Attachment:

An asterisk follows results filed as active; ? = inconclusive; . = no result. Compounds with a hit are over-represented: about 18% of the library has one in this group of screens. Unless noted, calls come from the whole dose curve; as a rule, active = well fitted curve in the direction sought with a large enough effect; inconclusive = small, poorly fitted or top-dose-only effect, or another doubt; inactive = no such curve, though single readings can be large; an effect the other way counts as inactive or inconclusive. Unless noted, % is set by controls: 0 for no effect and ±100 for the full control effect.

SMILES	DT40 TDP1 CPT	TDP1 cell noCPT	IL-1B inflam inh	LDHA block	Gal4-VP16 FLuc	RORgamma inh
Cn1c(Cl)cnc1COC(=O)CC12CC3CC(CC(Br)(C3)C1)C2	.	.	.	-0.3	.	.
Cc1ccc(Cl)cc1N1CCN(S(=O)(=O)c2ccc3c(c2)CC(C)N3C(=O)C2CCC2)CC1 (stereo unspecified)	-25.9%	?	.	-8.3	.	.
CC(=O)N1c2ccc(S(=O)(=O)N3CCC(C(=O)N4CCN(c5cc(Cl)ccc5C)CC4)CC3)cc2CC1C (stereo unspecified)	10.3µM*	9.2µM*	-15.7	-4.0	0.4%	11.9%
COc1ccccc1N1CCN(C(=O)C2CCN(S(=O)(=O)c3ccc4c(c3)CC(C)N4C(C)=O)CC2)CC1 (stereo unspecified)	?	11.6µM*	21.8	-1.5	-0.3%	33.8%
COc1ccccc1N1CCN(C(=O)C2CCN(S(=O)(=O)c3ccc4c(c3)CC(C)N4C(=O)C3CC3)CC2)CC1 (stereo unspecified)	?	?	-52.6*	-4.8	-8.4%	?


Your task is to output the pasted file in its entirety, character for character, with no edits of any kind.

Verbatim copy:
An asterisk follows results filed as active; ? = inconclusive; . = no result. Compounds with a hit are over-represented: about 18% of the library has one in this group of screens. Unless noted, calls come from the whole dose curve; as a rule, active = well fitted curve in the direction sought with a large enough effect; inconclusive = small, poorly fitted or top-dose-only effect, or another doubt; inactive = no such curve, though single readings can be large; an effect the other way counts as inactive or inconclusive. Unless noted, % is set by controls: 0 for no effect and ±100 for the full control effect.

SMILES	DT40 TDP1 CPT	TDP1 cell noCPT	IL-1B inflam inh	LDHA block	Gal4-VP16 FLuc	RORgamma inh
Cn1c(Cl)cnc1COC(=O)CC12CC3CC(CC(Br)(C3)C1)C2	.	.	.	-0.3	.	.
Cc1ccc(Cl)cc1N1CCN(S(=O)(=O)c2ccc3c(c2)CC(C)N3C(=O)C2CCC2)CC1 (stereo unspecified)	-25.9%	?	.	-8.3	.	.
CC(=O)N1c2ccc(S(=O)(=O)N3CCC(C(=O)N4CCN(c5cc(Cl)ccc5C)CC4)CC3)cc2CC1C (stereo unspecified)	10.3µM*	9.2µM*	-15.7	-4.0	0.4%	11.9%
COc1ccccc1N1CCN(C(=O)C2CCN(S(=O)(=O)c3ccc4c(c3)CC(C)N4C(C)=O)CC2)CC1 (stereo unspecified)	?	11.6µM*	21.8	-1.5	-0.3%	33.8%
COc1ccccc1N1CCN(C(=O)C2CCN(S(=O)(=O)c3ccc4c(c3)CC(C)N4C(=O)C3CC3)CC2)CC1 (stereo unspecified)	?	?	-52.6*	-4.8	-8.4%	?